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Coal Mines

SCIENCE
April 8, 2010 | By Thomas H. Maugh II
Mining coal is much like working in a natural gas well. The same things that produce coal and oil -- dead organic material, heat and pressure -- also produce natural gas, whose primary constituent is methane. The gas is trapped in a coal seam or petroleum reservoir by pressure and water, only to be released when workers drill into the strata. "It's a tremendous nuisance," said mining engineer Christopher J. Bise of West Virginia University. "It's colorless, odorless and tasteless, but highly flammable."
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NATIONAL
April 8, 2010 | By David Zucchino
Bobby Gray was beat. He'd just worked the nine-hour overnight shift at a coal mine on Seng Creek on Wednesday, and he was due back at 4 p.m. But at least he was alive and safe. "Thank God," said his wife, Michelle. "I worry every time he goes down in that mine that he won't come home at the end of his shift." Three days after an explosion at the Upper Big Branch mine killed 25 miners, dozens of other mines along the Big Coal River are still running, still sending men deep into the earth to scratch out a living.
NATIONAL
April 6, 2010 | By David Zucchino
Brenda Willis rushed out of the One Stop food shop Tuesday wearing a "Route 3 Spousal Group" T-shirt and carrying an armful of sandwiches and cold drinks. "For the families of the lost ones," Willis said as she loaded the food into an SUV for delivery to families gathered at the Upper Big Branch mine office to learn the fates of the missing miners caught in Monday's explosion. Like virtually everyone in the string of unincorporated villages that dot Route 3 along the muddy Big Coal River, Willis knew several victims of the worst U.S. coal mine disaster since 1984.
NATIONAL
February 2, 2010 | By Kathleen Hennessey
President Obama has proposed cutting spending in 126 federal programs, promising a savings of $23 billion in fiscal 2011. But many proposed cuts have survived the chopping block before, as lawmakers defended pet projects, constituents' jobs or their prospects for reelection. The familiar programs on the list this year include the C-17 cargo jet, a program to restore polluted industrial sites, a program for reclaimed coal mines and various scholarship programs. The repeat appearances demonstrate how hard it is to cut spending.
NATIONAL
January 8, 2010 | By Tom Hamburger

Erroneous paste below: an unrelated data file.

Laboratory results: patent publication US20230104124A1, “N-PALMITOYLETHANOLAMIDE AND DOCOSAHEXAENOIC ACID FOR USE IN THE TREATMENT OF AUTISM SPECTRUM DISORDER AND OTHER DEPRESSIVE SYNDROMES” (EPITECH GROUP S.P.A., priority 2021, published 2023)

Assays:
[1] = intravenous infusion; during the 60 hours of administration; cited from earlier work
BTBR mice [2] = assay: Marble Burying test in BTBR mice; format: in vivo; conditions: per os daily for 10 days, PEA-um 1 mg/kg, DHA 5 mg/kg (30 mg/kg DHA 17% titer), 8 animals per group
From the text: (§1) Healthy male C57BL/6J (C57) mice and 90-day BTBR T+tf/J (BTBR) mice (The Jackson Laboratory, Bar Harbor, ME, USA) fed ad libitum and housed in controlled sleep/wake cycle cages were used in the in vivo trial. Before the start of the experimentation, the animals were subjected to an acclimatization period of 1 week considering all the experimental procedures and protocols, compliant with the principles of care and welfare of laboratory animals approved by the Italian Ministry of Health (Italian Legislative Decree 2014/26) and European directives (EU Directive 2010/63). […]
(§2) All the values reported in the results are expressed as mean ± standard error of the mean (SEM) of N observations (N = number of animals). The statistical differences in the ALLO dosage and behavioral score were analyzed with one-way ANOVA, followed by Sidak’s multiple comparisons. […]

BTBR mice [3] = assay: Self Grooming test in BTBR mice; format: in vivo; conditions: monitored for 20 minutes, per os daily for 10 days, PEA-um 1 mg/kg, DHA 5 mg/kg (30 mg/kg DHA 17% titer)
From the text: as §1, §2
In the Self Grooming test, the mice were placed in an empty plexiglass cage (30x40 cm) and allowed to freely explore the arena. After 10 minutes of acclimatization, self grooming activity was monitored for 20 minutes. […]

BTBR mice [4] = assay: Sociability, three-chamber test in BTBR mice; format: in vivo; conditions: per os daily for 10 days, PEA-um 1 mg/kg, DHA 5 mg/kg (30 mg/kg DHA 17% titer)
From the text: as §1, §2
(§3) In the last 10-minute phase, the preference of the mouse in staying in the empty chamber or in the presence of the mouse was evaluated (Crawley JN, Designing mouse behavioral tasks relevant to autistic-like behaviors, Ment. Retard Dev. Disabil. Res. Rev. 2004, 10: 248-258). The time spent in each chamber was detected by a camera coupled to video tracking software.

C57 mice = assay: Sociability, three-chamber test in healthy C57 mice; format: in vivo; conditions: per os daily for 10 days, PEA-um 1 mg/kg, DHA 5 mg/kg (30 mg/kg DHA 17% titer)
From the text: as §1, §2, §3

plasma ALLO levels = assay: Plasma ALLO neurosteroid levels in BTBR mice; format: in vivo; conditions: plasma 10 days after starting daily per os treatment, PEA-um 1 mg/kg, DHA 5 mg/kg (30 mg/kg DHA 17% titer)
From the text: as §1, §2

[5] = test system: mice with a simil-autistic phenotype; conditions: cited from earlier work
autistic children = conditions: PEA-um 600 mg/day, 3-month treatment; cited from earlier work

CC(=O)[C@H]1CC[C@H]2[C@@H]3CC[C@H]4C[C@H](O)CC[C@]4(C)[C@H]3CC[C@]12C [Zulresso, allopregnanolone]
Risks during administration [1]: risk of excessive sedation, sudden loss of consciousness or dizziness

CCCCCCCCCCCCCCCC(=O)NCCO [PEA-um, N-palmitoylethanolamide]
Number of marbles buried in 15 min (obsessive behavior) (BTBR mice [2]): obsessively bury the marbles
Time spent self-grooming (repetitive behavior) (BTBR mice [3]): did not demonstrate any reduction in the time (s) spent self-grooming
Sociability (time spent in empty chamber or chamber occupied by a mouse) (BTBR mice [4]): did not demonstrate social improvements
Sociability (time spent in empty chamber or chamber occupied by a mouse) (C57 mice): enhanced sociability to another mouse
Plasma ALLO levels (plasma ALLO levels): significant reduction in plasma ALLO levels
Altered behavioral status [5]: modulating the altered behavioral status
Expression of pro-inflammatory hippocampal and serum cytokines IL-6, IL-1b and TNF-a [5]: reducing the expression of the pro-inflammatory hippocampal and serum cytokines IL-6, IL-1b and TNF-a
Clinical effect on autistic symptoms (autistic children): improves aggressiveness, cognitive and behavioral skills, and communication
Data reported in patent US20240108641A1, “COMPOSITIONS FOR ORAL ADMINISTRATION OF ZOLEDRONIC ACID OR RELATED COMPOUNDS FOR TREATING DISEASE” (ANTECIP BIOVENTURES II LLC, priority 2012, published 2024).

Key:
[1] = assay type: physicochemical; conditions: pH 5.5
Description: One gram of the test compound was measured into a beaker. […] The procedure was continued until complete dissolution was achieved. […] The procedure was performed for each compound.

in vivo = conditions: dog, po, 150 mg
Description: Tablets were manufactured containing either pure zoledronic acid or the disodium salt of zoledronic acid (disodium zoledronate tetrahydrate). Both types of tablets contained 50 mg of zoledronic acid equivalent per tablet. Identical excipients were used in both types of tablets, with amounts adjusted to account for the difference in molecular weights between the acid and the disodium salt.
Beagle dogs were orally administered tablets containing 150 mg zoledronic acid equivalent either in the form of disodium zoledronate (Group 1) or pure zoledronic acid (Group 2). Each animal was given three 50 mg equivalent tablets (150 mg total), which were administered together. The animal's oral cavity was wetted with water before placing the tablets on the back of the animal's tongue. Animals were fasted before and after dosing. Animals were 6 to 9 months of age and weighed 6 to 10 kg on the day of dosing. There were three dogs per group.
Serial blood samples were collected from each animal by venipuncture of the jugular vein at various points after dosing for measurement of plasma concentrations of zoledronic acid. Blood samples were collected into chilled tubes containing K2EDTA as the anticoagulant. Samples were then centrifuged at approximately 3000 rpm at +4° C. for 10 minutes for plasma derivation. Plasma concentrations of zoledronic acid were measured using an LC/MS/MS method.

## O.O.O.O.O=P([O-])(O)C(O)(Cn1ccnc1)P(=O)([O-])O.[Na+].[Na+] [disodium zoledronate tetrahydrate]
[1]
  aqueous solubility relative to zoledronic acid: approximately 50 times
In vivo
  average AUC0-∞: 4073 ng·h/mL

Mountaintop coal mining, which involves blowing up mountain peaks to get access to coal seams below, should be halted immediately because of growing evidence of its environmental and health threats, scientists urged Thursday in the journal Science. The paper, by a group of hydrologists, ecologists and engineers, presents a new and difficult challenge to the Obama administration, which has upset environmentalists by continuing to approve such permits even as it has promised to rely on scientific expertise in deciding whether to grant permits for the controversial practice.
WORLD
December 15, 2009 | By Barbara Demick
If you want to see a glacier melt with your bare eyes, try Yulong Snow Mountain, an 18,000-foot peak in southern China's Yunnan province. On this early December morning, the mountain is etched against the technicolor sky in shades of gray -- definitely more gray than white. Naked boulders of limestone and daubs of shrubbery protrude from the shallow snow cover. At a scenic overlook on the way up, tourists leave their woolly hats in the tour bus when they hop out to take photographs.
WORLD
September 8, 2009 | Associated Press
Chinese officials says a blast in a coal mine has killed 35 in central Henan province and left 44 other miners trapped. The State Administration of Work Safety said the predawn explosion today happened at a pit in Pingdingshan city. A statement on the administration's website did not give a cause for the blast. It said 14 miners managed to flee to safety. Ninety-three men were working underground at the time of the blast, it said. China's mines are the world's deadliest.
NATIONAL
March 25, 2009 | Associated Press
The Environmental Protection Agency put hundreds of mountaintop coal-mining permits on hold Tuesday to evaluate the projects' impact on streams and wetlands. The decision by EPA Administrator Lisa Jackson targets a controversial practice that allows coal mining companies to dump waste from mountaintop mining into streams and wetlands. Between 150 and 200 applications for new or expanded surface coal mines, many of them mountaintop removal operations, are pending before the federal government.
WORLD
February 23, 2009 | TIMES WIRE REPORTS
The death toll from a gas explosion at a coal mine in northern China rose to 74, as survivors described how they fled through the tunnels. "I felt a big gust of wind that blew me over," a miner with tubes in his nose told state broadcaster CCTV from his hospital bed. "I got up and started running. . . . After that I don't know what happened," he said. The official New China News Agency said no miners remained trapped. It said 114 were hospitalized and 436 had been in the Tunlan Coal Mine in Gujiao city when the blast occurred.
NATIONAL
January 18, 2008 | Judy Pasternak, Times Staff Writer
The country's fourth-largest coal producer, Massey Energy Co., has agreed to pay a landmark $20-million fine to settle federal charges that it repeatedly dumped dangerous amounts of mine waste and sediment into creeks and rivers in three Appalachian states over a seven-year period.
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